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Malaria: Disease Impacts and Long-Run Income Differences

The World Health Organization (WHO) reports that malaria, a parasitic disease transmitted by mosquitoes, causes over 300 million episodes of “acute illness" and more than one million deaths annually. Most of the deaths occur in poor countries of the tropics, and especially sub-Saharan Africa. Most of the countries with high rates of malaria prevalence are also poor, and some researchers have suggested a direct link from malaria to poverty. This paper explores the potential impact of malaria on national income levels, using a dynamic general equilibrium framework with epidemiological features. We find that if there is no feasible prevention or control, malaria can have a significant impact on income levels. However, if people have any effective way of avoiding infection, the disease impacts on income levels are likely to be small. This is true even where preventive measures are costly.

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File URL: http://web.williams.edu/Economics/wp/gollinMalaria_October_17_2008.pdf
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Paper provided by Department of Economics, Williams College in its series Department of Economics Working Papers with number 2008-17.

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Length: 26 pages
Date of creation: Oct 2008
Date of revision:
Handle: RePEc:wil:wileco:2008-17
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Web page: http://econ.williams.edu
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  1. repec:reg:rpubli:282 is not listed on IDEAS
  2. Viscusi, W Kip & Aldy, Joseph E, 2003. " The Value of a Statistical Life: A Critical Review of Market Estimates throughout the World," Journal of Risk and Uncertainty, Springer, vol. 27(1), pages 5-76, August.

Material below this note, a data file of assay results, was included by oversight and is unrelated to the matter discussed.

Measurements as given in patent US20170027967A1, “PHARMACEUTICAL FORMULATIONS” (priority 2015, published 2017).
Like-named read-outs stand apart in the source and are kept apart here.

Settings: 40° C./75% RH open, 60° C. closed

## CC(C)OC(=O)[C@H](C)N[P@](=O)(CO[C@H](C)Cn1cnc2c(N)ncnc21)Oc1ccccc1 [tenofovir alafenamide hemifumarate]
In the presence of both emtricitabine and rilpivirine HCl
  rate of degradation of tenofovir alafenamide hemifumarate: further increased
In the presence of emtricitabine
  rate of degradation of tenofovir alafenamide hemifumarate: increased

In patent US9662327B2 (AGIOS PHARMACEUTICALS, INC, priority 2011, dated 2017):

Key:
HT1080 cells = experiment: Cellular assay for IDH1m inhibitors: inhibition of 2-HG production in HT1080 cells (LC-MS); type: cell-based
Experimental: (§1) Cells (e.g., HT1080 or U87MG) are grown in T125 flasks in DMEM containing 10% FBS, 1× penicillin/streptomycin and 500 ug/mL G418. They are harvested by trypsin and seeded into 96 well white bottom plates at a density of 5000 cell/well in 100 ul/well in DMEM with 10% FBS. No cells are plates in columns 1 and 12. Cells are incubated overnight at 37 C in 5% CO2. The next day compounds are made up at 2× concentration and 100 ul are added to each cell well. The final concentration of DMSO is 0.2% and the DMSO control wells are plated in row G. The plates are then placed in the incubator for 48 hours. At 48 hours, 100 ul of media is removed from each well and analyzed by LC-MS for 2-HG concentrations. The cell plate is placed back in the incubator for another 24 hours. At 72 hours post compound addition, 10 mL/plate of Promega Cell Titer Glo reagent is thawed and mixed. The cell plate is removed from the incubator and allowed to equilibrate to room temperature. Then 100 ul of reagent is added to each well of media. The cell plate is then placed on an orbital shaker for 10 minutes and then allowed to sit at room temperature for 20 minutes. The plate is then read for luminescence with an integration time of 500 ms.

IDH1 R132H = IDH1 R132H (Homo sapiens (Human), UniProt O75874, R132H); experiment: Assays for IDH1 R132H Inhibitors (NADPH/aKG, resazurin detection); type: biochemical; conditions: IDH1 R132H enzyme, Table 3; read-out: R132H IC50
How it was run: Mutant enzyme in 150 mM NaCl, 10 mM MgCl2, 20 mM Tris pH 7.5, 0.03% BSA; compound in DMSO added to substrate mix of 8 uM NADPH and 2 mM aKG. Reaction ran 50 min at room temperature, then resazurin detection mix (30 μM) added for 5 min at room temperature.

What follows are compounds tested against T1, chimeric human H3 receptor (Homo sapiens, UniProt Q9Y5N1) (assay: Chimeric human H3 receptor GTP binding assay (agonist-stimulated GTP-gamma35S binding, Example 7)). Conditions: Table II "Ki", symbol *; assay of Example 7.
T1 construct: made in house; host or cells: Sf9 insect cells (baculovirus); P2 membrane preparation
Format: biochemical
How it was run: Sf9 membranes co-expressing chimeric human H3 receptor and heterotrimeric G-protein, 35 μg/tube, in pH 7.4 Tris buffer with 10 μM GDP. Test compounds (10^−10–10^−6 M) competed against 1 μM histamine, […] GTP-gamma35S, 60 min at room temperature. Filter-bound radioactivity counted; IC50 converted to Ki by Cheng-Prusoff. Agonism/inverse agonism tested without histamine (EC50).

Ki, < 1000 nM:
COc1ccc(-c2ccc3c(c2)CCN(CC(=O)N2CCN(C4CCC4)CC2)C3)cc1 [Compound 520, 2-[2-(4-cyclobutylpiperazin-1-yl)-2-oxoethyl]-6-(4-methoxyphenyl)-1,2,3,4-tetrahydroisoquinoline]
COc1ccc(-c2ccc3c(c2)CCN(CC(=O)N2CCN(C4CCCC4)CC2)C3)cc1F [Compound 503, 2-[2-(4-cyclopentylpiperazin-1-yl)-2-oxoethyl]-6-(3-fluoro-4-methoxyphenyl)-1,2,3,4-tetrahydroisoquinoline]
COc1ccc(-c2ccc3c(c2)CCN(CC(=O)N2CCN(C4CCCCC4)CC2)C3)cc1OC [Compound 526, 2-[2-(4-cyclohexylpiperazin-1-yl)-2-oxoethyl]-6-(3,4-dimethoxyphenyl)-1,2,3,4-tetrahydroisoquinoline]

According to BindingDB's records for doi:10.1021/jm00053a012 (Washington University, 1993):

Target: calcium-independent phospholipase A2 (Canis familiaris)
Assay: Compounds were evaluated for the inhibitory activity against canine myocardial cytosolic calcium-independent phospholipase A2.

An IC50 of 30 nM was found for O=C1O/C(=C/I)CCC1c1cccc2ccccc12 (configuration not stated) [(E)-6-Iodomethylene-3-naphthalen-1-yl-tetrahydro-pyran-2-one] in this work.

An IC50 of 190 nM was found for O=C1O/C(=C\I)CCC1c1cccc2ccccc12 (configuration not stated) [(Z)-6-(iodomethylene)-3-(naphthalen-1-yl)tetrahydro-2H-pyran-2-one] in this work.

3. Philipson, Tomas, 2000. "Economic epidemiology and infectious diseases," Handbook of Health Economics, in: A. J. Culyer & J. P. Newhouse (ed.), Handbook of Health Economics, edition 1, volume 1, chapter 33, pages 1761-1799 Elsevier.
  4. Gersovitz, Mark & Hammer, Jeffrey S., 2001. "The economic control of infectious diseases," Policy Research Working Paper Series 2607, The World Bank.
  5. Gersovitz, Mark & Hammer, Jeffrey S., 2005. "Tax/subsidy policies toward vector-borne infectious diseases," Journal of Public Economics, Elsevier, vol. 89(4), pages 647-674, April.
  6. Chris Papageorgiou & Shankha Chakraborty & Fidel Perez-Sebastian, . "Diseases and Development," Departmental Working Papers 2005-12, Department of Economics, Louisiana State University.
  7. David Cutler & Winnie Fung & Michael Kremer & Monica Singhal & Tom Vogl, 2007. "Mosquitoes: The Long-term Effects of Malaria Eradication in India," NBER Working Papers 13539, National Bureau of Economic Research, Inc.
  8. Huggett, Mark, 1996. "Wealth distribution in life-cycle economies," Journal of Monetary Economics, Elsevier, vol. 38(3), pages 469-494, December.
  9. Daron Acemoglu & Simon Johnson, 2006. "Disease and Development: The Effect of Life Expectancy on Economic Growth," NBER Working Papers 12269, National Bureau of Economic Research, Inc.
  10. Hoyt Bleakley, 2006. "Malaria In The Americas: A Retrospective Analysis Of Childhood Exposure," DOCUMENTOS CEDE 003185, UNIVERSIDAD DE LOS ANDES-CEDE.
  11. Hammer, Jeffrey S, 1993. "The Economics of Malaria Control," World Bank Research Observer, World Bank Group, vol. 8(1), pages 1-22, January.
  12. David Domeij & Jonathan Heathcote, 2004. "On The Distributional Effects Of Reducing Capital Taxes," International Economic Review, Department of Economics, University of Pennsylvania and Osaka University Institute of Social and Economic Research Association, vol. 45(2), pages 523-554, 05.
  13. David N. Weil, 2005. "Accounting for the Effect of Health on Economic Growth," Working Papers 2005-07, Brown University, Department of Economics.
  14. Hoyt Bleakley, 2003. "Disease and Development: Evidence from the American South," Journal of the European Economic Association, MIT Press, vol. 1(2-3), pages 376-386, 04/05.
  15. Chima, Reginald Ikechukwu & Goodman, Catherine A. & Mills, Anne, 2003. "The economic impact of malaria in Africa: a critical review of the evidence," Health Policy, Elsevier, vol. 63(1), pages 17-36, January.
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